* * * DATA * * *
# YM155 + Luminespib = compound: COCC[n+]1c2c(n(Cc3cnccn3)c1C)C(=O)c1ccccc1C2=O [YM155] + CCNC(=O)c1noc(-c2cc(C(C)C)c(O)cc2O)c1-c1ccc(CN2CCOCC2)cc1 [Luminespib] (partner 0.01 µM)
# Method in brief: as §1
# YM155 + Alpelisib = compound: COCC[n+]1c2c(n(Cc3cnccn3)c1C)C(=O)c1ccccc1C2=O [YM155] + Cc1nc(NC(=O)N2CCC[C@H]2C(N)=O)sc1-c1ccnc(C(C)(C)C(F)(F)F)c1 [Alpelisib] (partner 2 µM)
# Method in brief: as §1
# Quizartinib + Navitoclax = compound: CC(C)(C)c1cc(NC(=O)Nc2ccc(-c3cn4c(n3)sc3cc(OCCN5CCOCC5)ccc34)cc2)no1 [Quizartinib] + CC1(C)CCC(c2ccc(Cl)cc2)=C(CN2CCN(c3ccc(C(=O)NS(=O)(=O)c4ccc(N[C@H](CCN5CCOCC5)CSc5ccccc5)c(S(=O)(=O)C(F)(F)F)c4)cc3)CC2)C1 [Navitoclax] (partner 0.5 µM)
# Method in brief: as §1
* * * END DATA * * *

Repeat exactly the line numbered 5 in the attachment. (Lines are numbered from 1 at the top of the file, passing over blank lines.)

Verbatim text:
# Quizartinib + Navitoclax = compound: CC(C)(C)c1cc(NC(=O)Nc2ccc(-c3cn4c(n3)sc3cc(OCCN5CCOCC5)ccc34)cc2)no1 [Quizartinib] + CC1(C)CCC(c2ccc(Cl)cc2)=C(CN2CCN(c3ccc(C(=O)NS(=O)(=O)c4ccc(N[C@H](CCN5CCOCC5)CSc5ccccc5)c(S(=O)(=O)C(F)(F)F)c4)cc3)CC2)C1 [Navitoclax] (partner 0.5 µM)